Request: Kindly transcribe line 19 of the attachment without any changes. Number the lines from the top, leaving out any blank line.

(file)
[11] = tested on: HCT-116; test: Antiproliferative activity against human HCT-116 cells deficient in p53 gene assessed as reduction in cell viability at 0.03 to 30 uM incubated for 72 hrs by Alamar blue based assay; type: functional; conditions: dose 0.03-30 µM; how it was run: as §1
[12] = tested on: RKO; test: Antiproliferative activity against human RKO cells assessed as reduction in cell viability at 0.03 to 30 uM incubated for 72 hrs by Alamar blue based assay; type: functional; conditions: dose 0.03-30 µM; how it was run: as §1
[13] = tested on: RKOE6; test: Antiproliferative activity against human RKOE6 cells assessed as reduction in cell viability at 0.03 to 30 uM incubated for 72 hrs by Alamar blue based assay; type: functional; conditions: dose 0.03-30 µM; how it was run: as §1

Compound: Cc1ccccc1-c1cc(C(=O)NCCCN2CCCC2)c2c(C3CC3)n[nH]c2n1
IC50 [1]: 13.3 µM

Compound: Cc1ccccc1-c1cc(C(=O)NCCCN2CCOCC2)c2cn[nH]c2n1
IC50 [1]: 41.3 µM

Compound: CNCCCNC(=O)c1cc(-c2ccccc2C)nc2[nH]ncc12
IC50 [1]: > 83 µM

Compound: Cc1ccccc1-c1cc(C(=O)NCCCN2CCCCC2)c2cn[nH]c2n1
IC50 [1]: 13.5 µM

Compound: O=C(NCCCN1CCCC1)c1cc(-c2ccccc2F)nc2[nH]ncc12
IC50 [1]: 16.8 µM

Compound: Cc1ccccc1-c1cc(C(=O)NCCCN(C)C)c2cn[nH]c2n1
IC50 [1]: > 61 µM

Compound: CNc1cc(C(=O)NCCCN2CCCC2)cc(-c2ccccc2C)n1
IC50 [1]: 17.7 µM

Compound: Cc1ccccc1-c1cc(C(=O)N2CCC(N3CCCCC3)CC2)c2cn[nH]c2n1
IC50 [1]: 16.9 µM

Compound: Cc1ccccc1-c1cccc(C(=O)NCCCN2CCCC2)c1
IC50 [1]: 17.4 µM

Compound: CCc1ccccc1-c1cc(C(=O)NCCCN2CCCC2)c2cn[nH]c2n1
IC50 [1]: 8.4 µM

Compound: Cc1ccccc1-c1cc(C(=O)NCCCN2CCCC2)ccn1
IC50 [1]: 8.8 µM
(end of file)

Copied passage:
IC50 [1]: 16.9 µM